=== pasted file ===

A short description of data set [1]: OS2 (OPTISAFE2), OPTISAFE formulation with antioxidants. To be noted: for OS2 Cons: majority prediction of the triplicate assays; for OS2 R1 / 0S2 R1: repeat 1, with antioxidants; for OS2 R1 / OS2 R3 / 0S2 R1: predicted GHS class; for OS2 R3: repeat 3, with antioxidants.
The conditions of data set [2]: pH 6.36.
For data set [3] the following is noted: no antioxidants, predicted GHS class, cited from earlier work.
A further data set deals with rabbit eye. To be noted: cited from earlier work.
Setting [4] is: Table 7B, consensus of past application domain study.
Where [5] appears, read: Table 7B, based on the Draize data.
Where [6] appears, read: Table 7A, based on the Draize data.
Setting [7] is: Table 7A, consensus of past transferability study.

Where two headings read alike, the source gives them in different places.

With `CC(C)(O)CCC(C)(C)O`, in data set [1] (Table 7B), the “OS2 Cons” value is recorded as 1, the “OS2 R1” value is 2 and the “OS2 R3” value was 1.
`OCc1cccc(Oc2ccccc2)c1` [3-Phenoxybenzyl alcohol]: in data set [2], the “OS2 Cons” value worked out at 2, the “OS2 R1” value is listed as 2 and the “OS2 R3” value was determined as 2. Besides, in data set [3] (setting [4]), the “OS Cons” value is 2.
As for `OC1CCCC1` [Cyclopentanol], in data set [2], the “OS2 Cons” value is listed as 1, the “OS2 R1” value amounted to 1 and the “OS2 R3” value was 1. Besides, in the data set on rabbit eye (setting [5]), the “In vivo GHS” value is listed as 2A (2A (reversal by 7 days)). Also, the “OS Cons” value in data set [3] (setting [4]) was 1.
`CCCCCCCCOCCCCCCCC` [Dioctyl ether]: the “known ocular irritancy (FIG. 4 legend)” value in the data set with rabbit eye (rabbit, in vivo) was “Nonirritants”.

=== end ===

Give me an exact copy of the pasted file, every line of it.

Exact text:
A short description of data set [1]: OS2 (OPTISAFE2), OPTISAFE formulation with antioxidants. To be noted: for OS2 Cons: majority prediction of the triplicate assays; for OS2 R1 / 0S2 R1: repeat 1, with antioxidants; for OS2 R1 / OS2 R3 / 0S2 R1: predicted GHS class; for OS2 R3: repeat 3, with antioxidants.
The conditions of data set [2]: pH 6.36.
For data set [3] the following is noted: no antioxidants, predicted GHS class, cited from earlier work.
A further data set deals with rabbit eye. To be noted: cited from earlier work.
Setting [4] is: Table 7B, consensus of past application domain study.
Where [5] appears, read: Table 7B, based on the Draize data.
Where [6] appears, read: Table 7A, based on the Draize data.
Setting [7] is: Table 7A, consensus of past transferability study.

Where two headings read alike, the source gives them in different places.

With `CC(C)(O)CCC(C)(C)O`, in data set [1] (Table 7B), the “OS2 Cons” value is recorded as 1, the “OS2 R1” value is 2 and the “OS2 R3” value was 1.
`OCc1cccc(Oc2ccccc2)c1` [3-Phenoxybenzyl alcohol]: in data set [2], the “OS2 Cons” value worked out at 2, the “OS2 R1” value is listed as 2 and the “OS2 R3” value was determined as 2. Besides, in data set [3] (setting [4]), the “OS Cons” value is 2.
As for `OC1CCCC1` [Cyclopentanol], in data set [2], the “OS2 Cons” value is listed as 1, the “OS2 R1” value amounted to 1 and the “OS2 R3” value was 1. Besides, in the data set on rabbit eye (setting [5]), the “In vivo GHS” value is listed as 2A (2A (reversal by 7 days)). Also, the “OS Cons” value in data set [3] (setting [4]) was 1.
`CCCCCCCCOCCCCCCCC` [Dioctyl ether]: the “known ocular irritancy (FIG. 4 legend)” value in the data set with rabbit eye (rabbit, in vivo) was “Nonirritants”.